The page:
We also propose a system architecture based on a recommender system using content-based filtering and collaborative filtering techniques. The general idea is that the decision taken by the expert user is fed back to the system and used to increase the quality of future recommendations. Recommender systems have increased in popularity in recent years and are used in a variety of applications. In this context, we also studied privacy-preserving recommender systems where different users are able to collaborate and benefit from each other’s decisions without disclosing private data to each other or the service provider. There are several recent suggestions in recommender system literature that operate on encrypted data based on homomorphic encryption. Another approach to the privacy problem that was studied is processing the data in an isolated environment, for example based on Intel SGX, see for example this paper by Ohrimenko et. al.

Following our studies in this area, our conclusion is that a threat intelligence service based on machine learning and connected to a client tool would be highly valuable for vulnerability management in a future where open source solutions are adopted and opportunities for software attacks will increase as a consequence of more complex systems and more devices in the field. The techniques investigated by Ericsson in this project will have a role in such a service. The service and tool developed will be evaluated by the development organizations at the project partners. At the time of writing, this evaluation had not been finalized, but the initial response is very promising.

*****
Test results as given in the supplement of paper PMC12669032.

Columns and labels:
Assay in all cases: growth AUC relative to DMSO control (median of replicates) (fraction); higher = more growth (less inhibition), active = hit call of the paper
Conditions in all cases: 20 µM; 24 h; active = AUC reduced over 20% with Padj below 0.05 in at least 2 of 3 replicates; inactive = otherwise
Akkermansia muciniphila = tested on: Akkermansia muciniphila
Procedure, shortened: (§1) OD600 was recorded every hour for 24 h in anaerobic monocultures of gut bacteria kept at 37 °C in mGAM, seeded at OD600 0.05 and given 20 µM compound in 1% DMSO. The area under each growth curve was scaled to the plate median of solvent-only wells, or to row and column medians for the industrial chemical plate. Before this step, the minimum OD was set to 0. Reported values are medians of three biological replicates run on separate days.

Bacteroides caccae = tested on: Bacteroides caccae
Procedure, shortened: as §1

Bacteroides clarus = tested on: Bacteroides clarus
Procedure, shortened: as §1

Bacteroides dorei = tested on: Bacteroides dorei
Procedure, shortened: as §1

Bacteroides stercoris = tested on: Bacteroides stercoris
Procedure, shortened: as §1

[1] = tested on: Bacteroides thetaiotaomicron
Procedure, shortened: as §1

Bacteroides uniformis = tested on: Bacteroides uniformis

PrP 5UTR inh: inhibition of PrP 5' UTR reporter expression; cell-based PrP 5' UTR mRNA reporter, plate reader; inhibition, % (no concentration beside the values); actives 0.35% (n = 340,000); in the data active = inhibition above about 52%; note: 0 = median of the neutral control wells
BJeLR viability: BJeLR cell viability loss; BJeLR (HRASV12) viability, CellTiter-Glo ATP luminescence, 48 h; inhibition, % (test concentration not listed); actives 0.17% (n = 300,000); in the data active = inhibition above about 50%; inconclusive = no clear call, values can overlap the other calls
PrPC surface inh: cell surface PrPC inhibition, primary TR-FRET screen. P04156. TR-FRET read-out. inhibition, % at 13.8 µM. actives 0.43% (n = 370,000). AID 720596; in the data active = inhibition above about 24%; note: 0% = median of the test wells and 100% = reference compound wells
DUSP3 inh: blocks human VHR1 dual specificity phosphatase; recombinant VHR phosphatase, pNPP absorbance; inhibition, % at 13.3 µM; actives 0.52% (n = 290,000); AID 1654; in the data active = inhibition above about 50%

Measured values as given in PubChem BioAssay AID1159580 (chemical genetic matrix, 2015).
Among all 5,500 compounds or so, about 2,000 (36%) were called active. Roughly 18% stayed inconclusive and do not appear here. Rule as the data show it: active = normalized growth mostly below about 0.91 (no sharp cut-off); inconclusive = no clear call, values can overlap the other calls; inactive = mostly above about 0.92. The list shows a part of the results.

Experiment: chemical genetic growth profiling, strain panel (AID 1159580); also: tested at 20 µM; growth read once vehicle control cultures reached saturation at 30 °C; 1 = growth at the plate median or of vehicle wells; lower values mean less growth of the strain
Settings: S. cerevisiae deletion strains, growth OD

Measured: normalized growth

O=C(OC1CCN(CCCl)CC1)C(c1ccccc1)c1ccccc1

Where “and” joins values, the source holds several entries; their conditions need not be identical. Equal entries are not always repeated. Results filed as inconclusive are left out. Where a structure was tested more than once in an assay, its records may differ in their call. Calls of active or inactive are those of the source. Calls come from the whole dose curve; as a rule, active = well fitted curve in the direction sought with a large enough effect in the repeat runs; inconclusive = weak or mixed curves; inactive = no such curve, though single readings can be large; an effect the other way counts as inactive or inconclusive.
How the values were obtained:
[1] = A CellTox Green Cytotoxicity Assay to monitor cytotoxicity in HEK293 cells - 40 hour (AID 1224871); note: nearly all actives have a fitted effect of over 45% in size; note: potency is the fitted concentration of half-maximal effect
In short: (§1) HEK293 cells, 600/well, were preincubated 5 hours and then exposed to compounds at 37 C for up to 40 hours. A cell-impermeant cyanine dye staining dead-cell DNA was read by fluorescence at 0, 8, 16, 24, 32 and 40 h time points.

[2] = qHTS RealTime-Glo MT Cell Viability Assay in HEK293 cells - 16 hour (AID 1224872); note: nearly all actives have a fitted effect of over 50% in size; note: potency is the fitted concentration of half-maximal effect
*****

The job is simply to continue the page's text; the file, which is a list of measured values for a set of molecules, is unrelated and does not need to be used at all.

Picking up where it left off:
The SECONDS project is a cooperation between Lund University, Advenica, Axis, Ericsson, Prevas, Sensative, SICS and T2 data.

More reading about Security work in Ericsson:

• Ericsson white paper – 5G security – enabling a trustworthy 5G system

• Previous blog post – Smart Contracts for Identities

• Previous blog post – Secure brokering of digital identities

• Ericsson Technology Review-article – End-to-end Security Management for the IoT

• Ericsson Technology Review-article – Securing the cloud with compliance auditing